A recent advertisement released by well-known hairstylist Jawed Habib's Kolkata franchisee was at the receiving end of much flak on the social media and, apparently, it so inflamed an Uttar Pradesh resident, that he filed a case against it. What caused the heartburn, it seems, were cartoon sketches that showed Goddess Durga and her children enjoying a relaxed grooming session at a Jawed Habib salon, probably in preparation for the approaching festive Durga Puja season, a point driven home by the tagline ‘Gods too visit the JH salon’.
This harmless, humorous take was immediately deemed as being offensive to Hindu religious sentiment and a new uproar got manufactured, forcing Jawed Habib to apologise profusely, despite the fact that nobody in Bengal seemed in the least bit offended. This did not, however, stop a Jawed Habib salon from being vandalised in faraway Unnao in Uttar Pradesh, as retribution for the advertisement in distant Kolkata.
If this is not a case of motivated intimidation, what is? More importantly, who are these people who seek to redefine our relationship with our gods? What exactly is wrong with this advertisement? How does it offend religious sentiments? Is it the depiction of deities as cartoon figures? Or is it the idea that they are shown indulging in earthly pleasures such as grooming, manicure, pedicure or getting a facial done? Or wait, is it deemed blasphemous just because the gods are presented as visiting the salon of a Muslim hairstylist? And, hence, all the social media fury, the legal case, the vandalism?
We have fun bonds with our gods
Has India reached a stage where a funny advertisement can be perversely interpreted as sacrilegious to our gods? That nothing has remained light-hearted or humorous anymore? That we will go looking for offence even in the most non-offensive of things? Even worse, have we become that country where someone has to hastily apologise to all and sundry, to avoid backlash, humiliation and even physical violence?
We Hindus have for ages displayed a fascinating array of attitudes towards our gods. One such legacy is that of playfulness, of friendship, of cheekiness — a kind of familiarity that enables us to take liberties, even bordering on irreverence. Our mythology too is full of antics and escapades of various Gods — Krishna, Hanuman, Ganesha, especially — which make them fun and divine, yet endearingly human in our imagination. It is these traits that make them so lovable and they are in the true sense, people's deities — not aloof or haughty or so high up on the pedestal that we have to be only devout towards them. Goddess Durga, too, enjoys a similar relationship with the people of Bengal.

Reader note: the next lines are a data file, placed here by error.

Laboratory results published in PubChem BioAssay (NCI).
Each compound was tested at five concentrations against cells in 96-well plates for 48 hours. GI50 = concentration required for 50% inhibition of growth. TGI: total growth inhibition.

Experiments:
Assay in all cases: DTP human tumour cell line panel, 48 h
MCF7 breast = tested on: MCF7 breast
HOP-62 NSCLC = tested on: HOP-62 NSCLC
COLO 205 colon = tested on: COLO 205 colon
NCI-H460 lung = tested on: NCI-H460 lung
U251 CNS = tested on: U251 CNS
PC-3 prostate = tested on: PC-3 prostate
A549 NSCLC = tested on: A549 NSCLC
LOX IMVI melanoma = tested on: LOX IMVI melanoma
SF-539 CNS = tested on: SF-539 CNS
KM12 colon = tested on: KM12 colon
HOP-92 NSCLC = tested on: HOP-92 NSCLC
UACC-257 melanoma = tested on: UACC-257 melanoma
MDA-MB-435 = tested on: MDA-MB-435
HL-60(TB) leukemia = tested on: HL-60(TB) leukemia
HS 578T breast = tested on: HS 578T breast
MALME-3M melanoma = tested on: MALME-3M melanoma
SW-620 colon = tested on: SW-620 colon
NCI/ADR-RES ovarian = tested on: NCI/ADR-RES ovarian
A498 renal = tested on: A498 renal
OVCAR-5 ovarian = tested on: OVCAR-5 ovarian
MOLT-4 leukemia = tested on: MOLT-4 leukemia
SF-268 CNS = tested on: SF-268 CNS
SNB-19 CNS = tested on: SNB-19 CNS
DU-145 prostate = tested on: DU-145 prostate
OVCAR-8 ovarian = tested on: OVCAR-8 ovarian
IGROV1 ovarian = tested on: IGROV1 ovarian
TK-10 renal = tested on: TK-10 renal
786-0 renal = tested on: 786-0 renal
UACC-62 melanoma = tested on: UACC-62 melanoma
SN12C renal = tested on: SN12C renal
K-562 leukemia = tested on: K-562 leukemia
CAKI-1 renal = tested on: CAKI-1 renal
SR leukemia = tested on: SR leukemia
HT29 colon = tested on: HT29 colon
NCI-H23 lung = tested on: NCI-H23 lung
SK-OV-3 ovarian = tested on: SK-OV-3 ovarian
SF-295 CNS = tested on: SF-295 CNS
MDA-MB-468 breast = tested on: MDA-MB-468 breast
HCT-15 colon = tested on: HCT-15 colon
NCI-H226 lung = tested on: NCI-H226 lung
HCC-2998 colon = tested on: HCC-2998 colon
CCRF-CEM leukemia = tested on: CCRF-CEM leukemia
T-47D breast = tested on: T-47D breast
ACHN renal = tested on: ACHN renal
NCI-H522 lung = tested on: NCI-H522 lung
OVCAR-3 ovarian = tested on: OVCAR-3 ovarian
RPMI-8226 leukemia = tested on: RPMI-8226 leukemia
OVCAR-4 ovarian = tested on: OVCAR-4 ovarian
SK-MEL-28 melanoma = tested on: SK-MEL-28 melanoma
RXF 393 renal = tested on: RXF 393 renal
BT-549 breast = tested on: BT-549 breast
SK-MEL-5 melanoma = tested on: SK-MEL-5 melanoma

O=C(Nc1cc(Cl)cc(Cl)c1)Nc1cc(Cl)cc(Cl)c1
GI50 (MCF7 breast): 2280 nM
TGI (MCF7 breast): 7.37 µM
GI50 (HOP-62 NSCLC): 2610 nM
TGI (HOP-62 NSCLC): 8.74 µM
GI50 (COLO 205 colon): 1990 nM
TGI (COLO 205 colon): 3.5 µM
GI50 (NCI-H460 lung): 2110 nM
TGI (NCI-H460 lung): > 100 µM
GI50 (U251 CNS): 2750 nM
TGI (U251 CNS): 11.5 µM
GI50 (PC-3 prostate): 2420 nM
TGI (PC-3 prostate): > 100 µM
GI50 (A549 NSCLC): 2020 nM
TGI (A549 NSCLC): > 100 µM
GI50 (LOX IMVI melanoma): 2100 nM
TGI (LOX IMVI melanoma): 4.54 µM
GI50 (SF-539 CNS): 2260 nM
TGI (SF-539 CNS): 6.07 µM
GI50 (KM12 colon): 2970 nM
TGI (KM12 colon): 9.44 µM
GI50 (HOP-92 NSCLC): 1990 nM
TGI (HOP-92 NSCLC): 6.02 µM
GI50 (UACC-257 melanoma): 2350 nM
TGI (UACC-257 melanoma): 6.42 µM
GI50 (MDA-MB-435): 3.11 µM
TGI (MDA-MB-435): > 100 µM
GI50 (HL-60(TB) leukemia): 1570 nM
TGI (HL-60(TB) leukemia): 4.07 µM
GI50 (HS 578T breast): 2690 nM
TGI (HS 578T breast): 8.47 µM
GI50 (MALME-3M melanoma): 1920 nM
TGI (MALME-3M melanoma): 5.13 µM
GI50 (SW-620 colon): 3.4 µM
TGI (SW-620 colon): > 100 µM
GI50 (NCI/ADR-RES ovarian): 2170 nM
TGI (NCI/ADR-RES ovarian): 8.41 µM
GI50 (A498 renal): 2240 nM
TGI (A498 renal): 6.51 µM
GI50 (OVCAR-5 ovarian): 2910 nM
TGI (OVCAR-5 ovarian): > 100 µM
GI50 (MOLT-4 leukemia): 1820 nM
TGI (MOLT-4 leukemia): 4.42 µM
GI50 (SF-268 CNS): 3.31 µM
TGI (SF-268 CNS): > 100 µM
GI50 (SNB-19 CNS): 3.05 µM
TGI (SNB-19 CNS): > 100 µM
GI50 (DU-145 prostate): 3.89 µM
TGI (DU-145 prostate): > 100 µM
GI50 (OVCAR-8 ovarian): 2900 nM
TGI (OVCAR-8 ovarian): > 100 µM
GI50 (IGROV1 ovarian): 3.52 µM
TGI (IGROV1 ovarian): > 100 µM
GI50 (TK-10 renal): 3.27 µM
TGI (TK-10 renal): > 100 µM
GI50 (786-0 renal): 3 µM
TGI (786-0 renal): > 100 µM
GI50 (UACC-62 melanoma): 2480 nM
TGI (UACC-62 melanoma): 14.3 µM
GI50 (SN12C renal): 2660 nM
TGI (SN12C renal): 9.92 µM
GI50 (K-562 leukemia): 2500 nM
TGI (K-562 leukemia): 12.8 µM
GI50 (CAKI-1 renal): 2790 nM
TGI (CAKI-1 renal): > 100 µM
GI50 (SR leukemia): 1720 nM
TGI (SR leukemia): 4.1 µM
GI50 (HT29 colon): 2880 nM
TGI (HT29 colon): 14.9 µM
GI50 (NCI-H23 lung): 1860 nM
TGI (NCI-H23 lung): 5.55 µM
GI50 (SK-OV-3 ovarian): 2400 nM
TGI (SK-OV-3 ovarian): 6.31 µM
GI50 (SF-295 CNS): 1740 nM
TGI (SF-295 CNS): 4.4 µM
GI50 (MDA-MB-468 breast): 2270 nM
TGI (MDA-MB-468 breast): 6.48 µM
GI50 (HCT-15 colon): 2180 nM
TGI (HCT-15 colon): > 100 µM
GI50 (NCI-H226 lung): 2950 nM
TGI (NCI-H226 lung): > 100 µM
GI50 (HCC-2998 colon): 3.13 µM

The Jawed Habib salon advertisement is a perfect example of that sense of warm, affectionate bonhomie and belonging that many Indians share with their favourite gods. Whereas, the outrage attributing offensiveness to it, is actually a mischievous attempt to dictate the kind of relationship we should enjoy with our gods — a boring, unidimensional, awestruck, bhakt-like form of piety or a melodramatic, loud, cowering reverence of the kind seen in mythological films or TV serials.
The argument aggressively being brandished in support of taking offence, is that why no such cartoons are made depicting Prophet Mohammed or Christ or Buddha or Mahaveer or the Sikh gurus. Why only Hindu gods? That all hell would break loose if such creative liberties were to be taken with the divine icons of the other faiths.
Prima facie, the argument cannot be dismissed, because there is some merit and truth in it. But the question is, are we now going to emulate the orthodox and stuffy rigidities of other faiths to rob Hinduism of the wholesome, cultural flexibilities it enjoys? Why should we allow self-appointed guardians of our religious sentiments, to narrow down the many ways, moods and spirits in which we connect to our gods and celebrate them? Won't that impoverish rather than enrich Indians as a people?
Isn't it ironical that instead of focusing on the regressive, intolerant aspects of our religion, a concerted attempt seems to be under way to dismantle the progressive, liberal nuances of the Hindu faith by picking up frivolous grievances, in the name of speaking for us all? The danger lies in how effective such tactics are turning out to be in the age of social media and the current unabashed majoritarian mood in the nation, as can be seen from the instant capitulation by Jawed Habib in apologising and withdrawing the advertisement.
Whether the legal case amounts to anything, the complainant in Uttar Pradesh has already tasted victory and one daresay, thus emboldened other hypersensitive humbugs and organisations to forever be on the lookout in pushing their narrow, orthodox agendas, under the pretext of protecting Hindu religious sentiments. Similarly, every such mindless success, creates a sense of siege, self-censorship and a tame, timid acceptance of 'do's and dont's' thrust upon us by conservative elements of society, rather than by the law, the Constitution or the state.
The question also arises, whether anyone's religious sentiments would have been offended if such an advertisement had been released by a Hindu hairstylist. The niggling suspicion is that probably not. Everybody would just have had a hearty chuckle, because there really isn't anything in the cartoon to have caused the slightest offence.
This is what makes it all the more worrying, that the controversy appears to have been generated, like so many others, only with the objective of signalling that minorities in India will have to exist at the mercy of the majority, which can declare at its whim, what is acceptable and what isn't.
Unless resisted, bullying quickly becomes a habit and to be effective, the resistance needs to come from the majority itself.
The writer is a Pune-based author and filmmaker
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